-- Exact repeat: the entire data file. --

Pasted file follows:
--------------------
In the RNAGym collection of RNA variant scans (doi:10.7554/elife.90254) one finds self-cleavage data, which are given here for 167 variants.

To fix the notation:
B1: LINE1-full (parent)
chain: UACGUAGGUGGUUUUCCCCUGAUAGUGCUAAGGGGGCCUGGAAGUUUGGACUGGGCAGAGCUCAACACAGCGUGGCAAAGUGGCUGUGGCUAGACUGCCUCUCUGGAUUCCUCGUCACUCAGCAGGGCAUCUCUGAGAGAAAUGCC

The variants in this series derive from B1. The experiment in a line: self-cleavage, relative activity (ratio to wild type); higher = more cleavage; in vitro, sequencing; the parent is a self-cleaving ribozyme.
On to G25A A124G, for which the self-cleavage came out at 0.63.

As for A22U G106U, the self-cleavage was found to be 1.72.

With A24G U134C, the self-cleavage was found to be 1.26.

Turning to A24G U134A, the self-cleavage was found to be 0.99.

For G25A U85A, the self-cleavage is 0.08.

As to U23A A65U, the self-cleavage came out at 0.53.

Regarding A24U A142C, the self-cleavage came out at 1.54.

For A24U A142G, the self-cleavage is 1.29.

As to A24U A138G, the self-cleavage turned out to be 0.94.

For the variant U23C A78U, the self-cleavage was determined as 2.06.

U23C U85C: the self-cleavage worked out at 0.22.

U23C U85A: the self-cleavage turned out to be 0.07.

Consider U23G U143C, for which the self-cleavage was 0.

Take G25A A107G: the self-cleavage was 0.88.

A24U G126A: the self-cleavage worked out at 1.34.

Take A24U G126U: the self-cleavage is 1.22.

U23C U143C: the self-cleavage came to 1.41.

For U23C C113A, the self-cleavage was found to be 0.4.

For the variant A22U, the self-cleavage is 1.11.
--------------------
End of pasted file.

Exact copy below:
In the RNAGym collection of RNA variant scans (doi:10.7554/elife.90254) one finds self-cleavage data, which are given here for 167 variants.

To fix the notation:
B1: LINE1-full (parent)
chain: UACGUAGGUGGUUUUCCCCUGAUAGUGCUAAGGGGGCCUGGAAGUUUGGACUGGGCAGAGCUCAACACAGCGUGGCAAAGUGGCUGUGGCUAGACUGCCUCUCUGGAUUCCUCGUCACUCAGCAGGGCAUCUCUGAGAGAAAUGCC

The variants in this series derive from B1. The experiment in a line: self-cleavage, relative activity (ratio to wild type); higher = more cleavage; in vitro, sequencing; the parent is a self-cleaving ribozyme.
On to G25A A124G, for which the self-cleavage came out at 0.63.

As for A22U G106U, the self-cleavage was found to be 1.72.

With A24G U134C, the self-cleavage was found to be 1.26.

Turning to A24G U134A, the self-cleavage was found to be 0.99.

For G25A U85A, the self-cleavage is 0.08.

As to U23A A65U, the self-cleavage came out at 0.53.

Regarding A24U A142C, the self-cleavage came out at 1.54.

For A24U A142G, the self-cleavage is 1.29.

As to A24U A138G, the self-cleavage turned out to be 0.94.

For the variant U23C A78U, the self-cleavage was determined as 2.06.

U23C U85C: the self-cleavage worked out at 0.22.

U23C U85A: the self-cleavage turned out to be 0.07.

Consider U23G U143C, for which the self-cleavage was 0.

Take G25A A107G: the self-cleavage was 0.88.

A24U G126A: the self-cleavage worked out at 1.34.

Take A24U G126U: the self-cleavage is 1.22.

U23C U143C: the self-cleavage came to 1.41.

For U23C C113A, the self-cleavage was found to be 0.4.

For the variant A22U, the self-cleavage is 1.11.